distributions with polynomially decaying tailsPa,⌧,i.e.,for some⌧ >0anda 2,

P⇠ 2P^{a,⌧} iﬀ E(⇠1) = 0, E(⇠_{1}^{2}) = 1 and 8t 2, P |⇠1|> t)⇣⌧
t

⌘a

. (7.3)
We propose estimators of ✓, k✓k2, and ^{2} that are optimal in non-asymptotic
minimax sense on these classes of distributions and the sparsity class ⇥_{s}. We
establish the corresponding non-asymptotic minimax rates. They are given in
the second and third columns of Table 1. We also provide the minimax optimal
estimators.

(b) Gaussian noise ⇠i and unknown . The results on the non-asymptotic minimax
rates are summarized in the first column of Table 1. Notice an interesting eﬀect –
the rates of estimation of ^{2} and of the normk✓k^{2} when the noise is Gaussian are
faster than the optimal rates when the noise is sub-Gaussian. This can be seen by
comparing the first column of Table 1 with the particular casea= 2 of the second
column corresponding to sub-Gaussian noise.

Some comments about Table 1 and additional details are in order.

7.1. INTRODUCTION 153
Gaussian noise Noise in class G^{a,⌧}, Noise in class P^{a,⌧},

model

pslog^{1}^{a}(ed/s) p

s(d/s)^{a}^{1}

✓ p

slog(ed/s)

known Donoho et al. (1992)

unknown Verzelen (2012) unknown unknown

k✓k2

q

slog(1 + ^{p}_{s}^{d})^d^{1/4} p

slog^{1}^{a}(ed/s)^d^{1/4} p

s(d/s)^{1}^{a} ^d^{1/4}

known Collier et al. (2017) known known

q

slog(1 + ^{p}_{s}^{d})_q _{s}

1+log_{+}(s^{2}/d)

pslog^{1}^{a}(ed/s) p

s(d/s)^{a}^{1}

unknown unknown unknown

p1

d _ s

d(1 + log_{+}(s^{2}/d))

p1 d _ s

dlog^{2}^{a}

✓ed s

◆ 1

pd _⇣s d

⌘1 ^{2}_{a}
2

Table 7.1: Optimal rates of convergence.

• The diﬀerence between the minimax rates for estimation of ✓ and estimation of
the `2-norm k✓k2 turns out to be specific for the pure Gaussian noise model. It
disappears for the classes G^{a,⌧} and P^{a,⌧}. This is somewhat unexpected since G^{2,⌧}

is the class of sub-Gaussian distributions, and it turns out that k✓k2 is estimated optimally at diﬀerent rates for sub-Gaussian and pure Gaussian noise. Another conclusion is that if the noise is not Gaussian and is unknown, the minimax rate for k✓k2 does not have an elbow between the "dense" (s >p

d) and the "sparse"

(sp

d) zones.

• For the problem of estimation of variance ^{2} with known distribution of the noise
P⇠, we consider a more general setting than (b) mentioned above. We show that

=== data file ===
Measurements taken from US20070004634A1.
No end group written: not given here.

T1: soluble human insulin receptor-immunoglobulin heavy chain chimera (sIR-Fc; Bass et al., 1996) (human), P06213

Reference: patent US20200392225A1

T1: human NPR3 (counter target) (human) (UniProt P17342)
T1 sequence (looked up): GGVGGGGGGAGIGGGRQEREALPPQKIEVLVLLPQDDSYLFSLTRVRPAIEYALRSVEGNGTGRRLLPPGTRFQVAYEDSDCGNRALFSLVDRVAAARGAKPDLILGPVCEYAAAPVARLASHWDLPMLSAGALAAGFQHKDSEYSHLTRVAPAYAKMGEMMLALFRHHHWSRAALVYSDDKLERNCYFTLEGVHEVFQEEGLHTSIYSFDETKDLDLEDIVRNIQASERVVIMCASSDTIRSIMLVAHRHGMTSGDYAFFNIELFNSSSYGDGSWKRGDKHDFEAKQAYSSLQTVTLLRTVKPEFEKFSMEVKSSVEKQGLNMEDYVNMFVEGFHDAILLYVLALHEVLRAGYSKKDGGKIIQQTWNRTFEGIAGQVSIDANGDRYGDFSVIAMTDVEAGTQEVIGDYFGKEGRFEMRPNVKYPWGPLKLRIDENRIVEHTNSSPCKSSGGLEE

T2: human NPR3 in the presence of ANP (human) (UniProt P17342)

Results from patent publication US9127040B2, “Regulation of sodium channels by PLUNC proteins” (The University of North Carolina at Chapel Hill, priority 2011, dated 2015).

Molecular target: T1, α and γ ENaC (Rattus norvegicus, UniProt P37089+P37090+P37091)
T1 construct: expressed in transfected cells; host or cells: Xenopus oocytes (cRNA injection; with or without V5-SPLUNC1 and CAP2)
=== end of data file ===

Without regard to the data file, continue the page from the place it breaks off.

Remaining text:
when the noise distribution is exactly known (and satisfies a rather general
as-sumption, not necessarily Gaussian - can have polynomial tails), then the rate of
estimation of ^{2} can be as fast as max⇣

p1
d,_{d}^{s}⌘

, which is faster than the optimal rate max⇣

p1

d,_{d}^{s}log ^{ed}_{s} ⌘

for the class of sub-Gaussian noise. In other words, the phenomenon of improved rate is not due to the Gaussian character of the noise but rather to the fact that the noise distribution is known.

• Our findings show that there is a dramatic diﬀerence between the behavior of optimal estimators of ✓ in the sparse sequence model and in the sparse linear regression model with "well spread" regressors. It is known from Gautier and Tsybakov (2013); Belloni et al. (2014) that in sparse linear regression with "well spread" regressors (that is, having positive variance), the rates of estimating✓ are the same for the noise with sub-Gaussian and polynomial tails. We show that the situation is quite diﬀerent in the sparse sequence model, where the optimal rates are much slower and depend on the polynomial index of the noise.

• The rates shown in Table 1 for the classesGa,⌧ andPa,⌧ are achieved on estimators that are adaptive to the sparsity index s. Thus, knowing or not knowing s does not influence the optimal rates of estimation when the distribution of ⇠ and the noise level are unknown.

We conclude this section by a discussion of related work. Chen et al. (2018) explore
the problem of robust estimation of variance and of covariance matrix under Hubers’s
contamination model. As explained in Section 7.4 below, this problem has similarities
with estimation of noise level in our setting. The main diﬀerence is that instead of
fixing in advance the Gaussian nominal distribution of the contamination model we
as-sume that it belongs to a class of distributions, such as (7.2) or (7.3). Therefore, the
corresponding results in Section 7.4 can be viewed as results on robust estimation of
scale where, in contrast to the classical setting, we are interested in adaptation to the
unknown nominal law. Another aspect of robust estimation of scale is analyzed by Wei
and Minsker (2017) who consider classes of distributions similar toPa,⌧ rather than the
contamination model. The main aim in Wei and Minsker (2017) is to construct
esti-mators having sub-Gaussian deviations under weak moment assumptions. Our setting
is diﬀerent in that we consider the sparsity class⇥_{s} of vectors ✓ and the rates that we
obtain depend on s. Estimation of variance in sparse linear model is discussed in Sun
and Zhang (2012) where some upper bounds for the rates are given. We also mention
the recent paper Golubev and Krymova (2017) that deals with estimation of variance
in linear regression in a framework that does not involve sparsity, as well as the work
on estimation of signal-to-noise ratio functionals in settings involving sparsity Verzelen
and Gassiat (2018); Guo et al. (2018) and not involving sparsity Janson et al. (2017).

Papers Collier et al. (2018); Carpentier and Verzelen (2019) discuss estimation of other functionals than the`2-normk✓k2in the sparse vector model when the noise is Gaussian with unknown variance.

Notation. For x > 0, let bxc denote the maximal integer smaller than x. For
a finite set A, we denote by |A| its cardinality. Let infTˆ denote the infimum over all
estimators. The notationC,C^{0},c,c^{0} will be used for positive constants that can depend
only a and ⌧ and can vary from line to line.